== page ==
The boyfriend, Paul Alexander Aguiar Jr., and his mother were both at the English Avenue residence when Betts went into labor, but both said they heard nothing. The boyfriend told investigators he didn’t know Betts was pregnant, even though he said they had intercourse four weeks before Betts gave birth. He said he had asked her about the possibility that she was pregnant around August or September, but that she told him she was not expecting.
Betts’ mother also had her own suspicions that her daughter was pregnant. She told Turlock police investigators that her daughter had put on about 30 pounds and was always wearing loose clothing. Lillie Mae Betts told the investigators she repeatedly asked her daughter if she was pregnant and was always told no. At one point she bought a pregnancy test and some baby clothes for a newborn, but she said Betts refused to take the test and wouldn’t talk about it any further.
The mother recognized the purple sweatpants mentioned in news reports and contacted the police with her suspicions.
Before the preliminary hearing got underway on Monday, the defense argued that Betts’ statements should be thrown out because her rights were violated. Public Defender Sonny Sandhu said Betts was held for more than five hours before being charged and advised of her rights to remain silent and have an attorney present. He also contended that during that time, Betts was emotionally manipulated into making her statements.
“The detective told Miss Betts her baby was looking down on her from heaven and she needs to know someone cares about her,” Sandhu said.
Sandhu said “the totality of the circumstances” added up to a detention and an interrogation and Betts should have been advised of her rights earlier.
Judge Shaver ruled against the motion to suppress Betts’ statements, saying she went to the police department willingly with the detectives and could have left at any point and that there was no appearance that the detective “took advantage of her emotional state.”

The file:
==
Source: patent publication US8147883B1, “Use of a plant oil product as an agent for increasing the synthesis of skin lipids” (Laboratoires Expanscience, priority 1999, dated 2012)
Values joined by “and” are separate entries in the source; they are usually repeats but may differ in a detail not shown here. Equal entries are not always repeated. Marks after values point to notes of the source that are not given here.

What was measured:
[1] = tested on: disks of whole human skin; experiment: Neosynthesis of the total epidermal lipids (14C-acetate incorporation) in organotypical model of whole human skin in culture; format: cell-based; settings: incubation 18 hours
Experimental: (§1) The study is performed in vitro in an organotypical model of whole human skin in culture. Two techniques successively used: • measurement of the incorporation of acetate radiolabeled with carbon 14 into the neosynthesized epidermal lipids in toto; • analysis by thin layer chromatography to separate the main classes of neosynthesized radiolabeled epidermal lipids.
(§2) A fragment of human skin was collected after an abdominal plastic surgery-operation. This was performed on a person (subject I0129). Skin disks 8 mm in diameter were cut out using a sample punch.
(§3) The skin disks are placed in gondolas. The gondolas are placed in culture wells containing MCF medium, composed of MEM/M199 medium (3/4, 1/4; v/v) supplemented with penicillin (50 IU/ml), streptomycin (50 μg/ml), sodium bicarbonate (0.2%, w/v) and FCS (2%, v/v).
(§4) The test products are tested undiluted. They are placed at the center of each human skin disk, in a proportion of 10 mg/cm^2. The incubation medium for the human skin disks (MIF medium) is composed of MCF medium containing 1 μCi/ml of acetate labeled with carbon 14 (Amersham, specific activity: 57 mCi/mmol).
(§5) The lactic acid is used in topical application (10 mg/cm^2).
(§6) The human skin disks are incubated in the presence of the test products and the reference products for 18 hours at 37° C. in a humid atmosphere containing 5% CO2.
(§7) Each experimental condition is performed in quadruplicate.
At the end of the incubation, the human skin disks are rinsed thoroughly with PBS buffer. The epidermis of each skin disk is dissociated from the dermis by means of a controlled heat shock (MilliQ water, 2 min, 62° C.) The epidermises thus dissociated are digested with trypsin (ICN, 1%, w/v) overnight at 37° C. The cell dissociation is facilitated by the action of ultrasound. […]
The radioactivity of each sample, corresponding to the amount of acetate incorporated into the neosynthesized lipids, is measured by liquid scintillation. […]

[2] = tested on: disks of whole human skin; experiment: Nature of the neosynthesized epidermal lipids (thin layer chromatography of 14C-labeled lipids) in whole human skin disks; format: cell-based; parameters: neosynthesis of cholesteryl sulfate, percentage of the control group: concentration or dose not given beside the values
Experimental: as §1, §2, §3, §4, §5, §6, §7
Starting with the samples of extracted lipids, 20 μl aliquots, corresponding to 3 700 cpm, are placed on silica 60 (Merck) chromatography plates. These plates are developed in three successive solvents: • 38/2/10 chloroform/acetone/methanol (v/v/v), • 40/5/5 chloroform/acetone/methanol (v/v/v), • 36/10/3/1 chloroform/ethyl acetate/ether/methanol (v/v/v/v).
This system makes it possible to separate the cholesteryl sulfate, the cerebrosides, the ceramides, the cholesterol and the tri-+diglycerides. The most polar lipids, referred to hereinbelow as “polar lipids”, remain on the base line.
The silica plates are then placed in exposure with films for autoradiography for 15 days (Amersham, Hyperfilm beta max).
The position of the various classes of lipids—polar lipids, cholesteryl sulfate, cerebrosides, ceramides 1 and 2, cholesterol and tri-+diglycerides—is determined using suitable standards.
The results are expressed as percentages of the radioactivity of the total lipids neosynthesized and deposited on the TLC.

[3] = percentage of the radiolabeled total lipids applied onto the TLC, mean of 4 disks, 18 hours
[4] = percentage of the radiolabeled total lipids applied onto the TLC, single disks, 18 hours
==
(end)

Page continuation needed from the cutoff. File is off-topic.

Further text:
During the preliminary hearing the defense argued that a murder charge was unsustainable because there was no medical evidence that indicated the baby was born alive, nor was there a determined cause of death.
Dr. Eugene Carpenter, a forensic pathologist for Stanislaus County, testified that there was no one piece of conclusive medical evidence that would point to the newborn having been born alive, or if it died in birth. He did say that a set of contributing factors led him to conclude that it was “most probable” that the baby was born alive.
“Everything was consistent with a live birth,” Carpenter said.
Carpenter could also not say with any certainty how the baby died. It’s possible the newborn died from suffocation, but Carpenter said there was “no way to distinguish between suffocation during the birthing process and afterwards.”
“There is no way of knowing whether this baby was born alive,” Sandhu said during his closing arguments. “There is no evidence Miss Betts took any willful acts to kill this baby.”
The judge found in favor of the prosecution, stating there was a “strong suspicion” that some criminal acts had occurred and that Betts would have to stand trial.
During the cross-examination of Carpenter, the defense showed photos from the autopsy, which brought Lillie Mae Betts, who was present in the gallery, to tears as she clutched a pink baby blanket.
Betts will be in court again at 8:30 a.m. Jan. 8 for an arraignment.
To contact Sabra Stafford, e-mail or call 634-9141 ext. 2002.